Frequently ask questions about hip replacement

What is a total hip replacement?

When the hip joint has worn to the point when it no longer does its job, an artificial hip (called a prosthesis) made of metal and plastic can take its place. The surgery to implant the prosthesis is termed a total hip replacement. The hip replacement recreates the normal function of the hip. While the idea of getting an artificial hip joint may be frightening to some, it is one of the safest and most effective medical procedures.

Who should have a total hip replacement?

Total hip replacement is recommended for arthritic patients with severe pain and limited function.

What are the benefits of hip replacement?

The most apparent benefit of hip replacement is dramatic pain relief. Almost all patients have complete, or near complete, relief of pain. As the pain lessens, function also improves. Most patients have better range of motion and limp less.

What are the potential problems?

The most common complications of total hip surgery can now largely be avoided. Before surgery each patient receives a complete medical examination by a doctor, as well as routine testing.

Possible local complications include: loosening, wear or breakage of the prosthesis, hip dislocation, infection, pain, stiffness, leg length inequality, delayed healing of bone and soft tissues, and heterotopic bone formation. Other rare complications include fracture of the femur or acetabulum, nerve and vascular injury.

Medical complications include: thrombophlebitis, pulmonary embolism (blood clot), urological complications and even death (0.1%) Other rare complications, which can be encountered with any surgery, include cardiac, digestive and lung problems.

What is the short-term outlook after total hip replacement?

In general, most patients take six weeks to three months to recover after a hip replacement and experience pain relief and improvement in function. However, improvements can be realized for over a year after the operation. In rare cases, patients with uncemented hips have noted a mild degree of thigh discomfort that persists for six to twelve months after surgery during the period of bone ingrowth. For the most part, however, this pain disappears with time.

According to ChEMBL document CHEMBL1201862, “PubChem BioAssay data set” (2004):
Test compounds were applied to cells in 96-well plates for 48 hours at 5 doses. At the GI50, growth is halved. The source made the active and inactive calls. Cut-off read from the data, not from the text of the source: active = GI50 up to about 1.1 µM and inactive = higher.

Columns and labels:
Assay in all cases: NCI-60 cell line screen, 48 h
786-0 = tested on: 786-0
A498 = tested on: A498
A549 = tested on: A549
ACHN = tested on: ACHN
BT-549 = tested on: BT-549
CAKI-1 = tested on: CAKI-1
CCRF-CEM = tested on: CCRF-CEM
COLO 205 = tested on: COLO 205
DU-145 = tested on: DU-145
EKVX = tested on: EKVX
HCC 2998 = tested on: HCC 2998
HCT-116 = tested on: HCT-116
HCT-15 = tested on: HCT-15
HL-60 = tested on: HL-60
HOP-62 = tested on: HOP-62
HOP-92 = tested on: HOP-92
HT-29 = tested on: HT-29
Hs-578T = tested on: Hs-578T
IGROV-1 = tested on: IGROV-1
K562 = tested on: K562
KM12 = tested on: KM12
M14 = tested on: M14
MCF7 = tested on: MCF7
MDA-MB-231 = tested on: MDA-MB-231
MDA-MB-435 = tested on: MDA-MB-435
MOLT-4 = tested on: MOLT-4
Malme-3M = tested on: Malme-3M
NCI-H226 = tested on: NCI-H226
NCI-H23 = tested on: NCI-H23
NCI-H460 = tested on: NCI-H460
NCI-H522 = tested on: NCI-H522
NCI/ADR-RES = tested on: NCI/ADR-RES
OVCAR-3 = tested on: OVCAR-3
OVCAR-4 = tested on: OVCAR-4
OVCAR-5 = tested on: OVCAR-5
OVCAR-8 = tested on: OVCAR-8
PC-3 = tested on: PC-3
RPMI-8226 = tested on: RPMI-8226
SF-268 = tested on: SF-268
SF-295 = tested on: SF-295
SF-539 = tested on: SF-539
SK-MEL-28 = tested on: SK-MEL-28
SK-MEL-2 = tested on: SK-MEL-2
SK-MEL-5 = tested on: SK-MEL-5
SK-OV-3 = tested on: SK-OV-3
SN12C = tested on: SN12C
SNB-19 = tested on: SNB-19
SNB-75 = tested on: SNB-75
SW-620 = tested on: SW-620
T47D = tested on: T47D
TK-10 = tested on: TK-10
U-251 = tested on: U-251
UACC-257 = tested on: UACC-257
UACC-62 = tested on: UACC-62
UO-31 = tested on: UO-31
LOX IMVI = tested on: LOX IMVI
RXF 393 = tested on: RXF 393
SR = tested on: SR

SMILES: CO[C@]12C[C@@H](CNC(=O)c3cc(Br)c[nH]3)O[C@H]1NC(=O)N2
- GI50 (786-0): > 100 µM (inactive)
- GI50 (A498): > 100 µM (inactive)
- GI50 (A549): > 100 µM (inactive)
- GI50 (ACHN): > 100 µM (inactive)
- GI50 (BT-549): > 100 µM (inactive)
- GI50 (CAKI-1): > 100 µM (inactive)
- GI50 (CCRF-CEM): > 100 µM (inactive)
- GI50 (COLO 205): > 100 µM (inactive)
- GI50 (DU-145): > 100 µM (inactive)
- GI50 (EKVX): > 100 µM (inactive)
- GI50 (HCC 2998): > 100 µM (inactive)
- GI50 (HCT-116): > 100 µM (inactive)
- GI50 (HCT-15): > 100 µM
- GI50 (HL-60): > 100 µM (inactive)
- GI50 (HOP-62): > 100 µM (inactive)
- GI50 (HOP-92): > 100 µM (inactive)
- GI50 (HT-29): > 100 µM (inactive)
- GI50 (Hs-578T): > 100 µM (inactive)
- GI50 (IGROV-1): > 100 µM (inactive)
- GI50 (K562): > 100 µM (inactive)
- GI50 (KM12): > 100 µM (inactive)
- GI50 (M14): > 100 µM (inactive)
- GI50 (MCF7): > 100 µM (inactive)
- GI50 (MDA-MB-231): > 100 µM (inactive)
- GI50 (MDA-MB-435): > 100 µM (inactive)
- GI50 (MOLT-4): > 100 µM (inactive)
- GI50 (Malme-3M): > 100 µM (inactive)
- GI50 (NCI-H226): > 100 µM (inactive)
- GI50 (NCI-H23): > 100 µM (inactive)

What is the long-term outlook?

Experience total hip replacement has shown that a certain percentage of patients will require further surgery. Revision surgery is necessary due to infection and because implants break, loosen and wear. The chance of a hip replacement lasting twenty years is about 80%.

Is revision hip surgery different?

Yes and no. Revision surgery is different in that the original components are removed and new components are implanted. The technical aspects of the surgery are more complex than the original total hip replacement. However, the preparation for surgery and hospital experience tend to be very similar to the primary total hip replacement.

What happens if my hip gets infected?

Infection after surgery is one of the most serious complications. Like other complications, it is better avoided than treated. At the clinique Sainte Isabelle all joint replacement surgery is done in special laminar flow operating rooms designed to keep out dust, germs and unclean air. The surgeons also wear “space suits”. These full body suits, worn over normal scrubs, let the surgeons move and breathe without spreading germs, since an exhaust tube carries dirty air out of the room.

Additionally, all patients are given antibiotics before and after the procedure. Thanks to these measures, the infection rate at The Clinique sainte Isabelle is less than half of 1%.

If infection does occur, the patient is first given antibiotics. If the infection does not clear up, the implant will have to be removed and the patient is scheduled for revision surgery. The patient is treated with intravenous (I.V.) antibiotics. Months later, after the infection has cleared up, a new prosthesis is implanted.

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